KARACHI: The age when boys dream for girls, I was crazy for cricket, said Pakistani all-rounder Shahid Khan Afridi while talking to ARY News program Sar-e-Aam anchor, Iqrar-ul-Hassan.
The audience burst into laughter with Afridi’s this jag. He often surprises people with his knocks and statements. ARY News held a special program with Shahid Afridi to pay him tribute for his 20 years of services.
The hall roared with applause when Lala climbed the stage. Seeing excitement of youngsters before him, ‘the Pakistan’s biggest star of modern times’, as Chairman Executive Committee of Pakistan Cricket Board (PCB) Najam Sethi has recently described him, said it was no more important for him to get an official farewell from PCB after watching these guys.
“I used to bunk my classes to play cricket in the ground beside my school,” he said. Many a times my father would censure me for ‘wasting time’, he said adding that cricket was not that lucrative game those days.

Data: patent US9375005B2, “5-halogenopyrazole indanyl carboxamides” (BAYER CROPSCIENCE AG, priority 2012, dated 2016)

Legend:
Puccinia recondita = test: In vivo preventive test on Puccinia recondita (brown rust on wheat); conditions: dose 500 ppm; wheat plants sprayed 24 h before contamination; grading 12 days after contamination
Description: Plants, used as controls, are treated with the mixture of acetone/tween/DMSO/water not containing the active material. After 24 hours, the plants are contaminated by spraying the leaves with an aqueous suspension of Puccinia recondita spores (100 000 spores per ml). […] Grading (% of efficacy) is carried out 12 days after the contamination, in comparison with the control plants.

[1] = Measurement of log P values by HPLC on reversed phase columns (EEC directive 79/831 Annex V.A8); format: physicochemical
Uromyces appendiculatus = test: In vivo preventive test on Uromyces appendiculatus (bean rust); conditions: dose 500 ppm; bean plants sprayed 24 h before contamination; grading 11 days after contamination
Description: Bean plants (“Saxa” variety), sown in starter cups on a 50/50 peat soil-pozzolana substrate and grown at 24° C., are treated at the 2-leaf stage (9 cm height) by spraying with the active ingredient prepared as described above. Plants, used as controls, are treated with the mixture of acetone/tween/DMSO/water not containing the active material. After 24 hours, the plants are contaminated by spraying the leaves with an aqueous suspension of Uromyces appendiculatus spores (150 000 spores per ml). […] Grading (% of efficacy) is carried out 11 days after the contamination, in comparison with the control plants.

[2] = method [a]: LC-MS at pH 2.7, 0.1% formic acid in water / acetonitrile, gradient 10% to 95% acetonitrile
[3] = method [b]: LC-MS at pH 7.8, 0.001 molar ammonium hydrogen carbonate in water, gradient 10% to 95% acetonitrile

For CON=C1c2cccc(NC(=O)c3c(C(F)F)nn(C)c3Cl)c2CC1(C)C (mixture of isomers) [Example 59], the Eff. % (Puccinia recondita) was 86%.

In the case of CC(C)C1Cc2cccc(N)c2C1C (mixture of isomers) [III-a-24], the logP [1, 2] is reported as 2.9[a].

Blood flushed through his face when the player from pakhtoon background revealed his first love and that was cricket.
The smart cricketer has been witnessed to be of short-temper on several occasions, but he has a great heart and respect for others which has been admired by his seniors on and off the field as well. He has ruled hearts of not just Pakistani fans but fans across the globe for the last 20 years.
To a question, Afridi recounted an incident when he stepped out of his house and saw an old man with white beard picking up garbage. He asked himself that this man was also a father of somebody. He brought this man home out of respect for humanity and himself fetched meal from the kitchen and fed him then gave the old man some money he had with him at that time.
“I was overwhelmed with the happiness and satisfaction that flashed in me whole the day. I had lost words to express my feelings,” he said.
Once a girl in a bridal dress came to my house and asked me to marry her, he said recalling one of the numerous weird fan encounters of his life which included girls inscribing the hard-hitter’s name on their hands.
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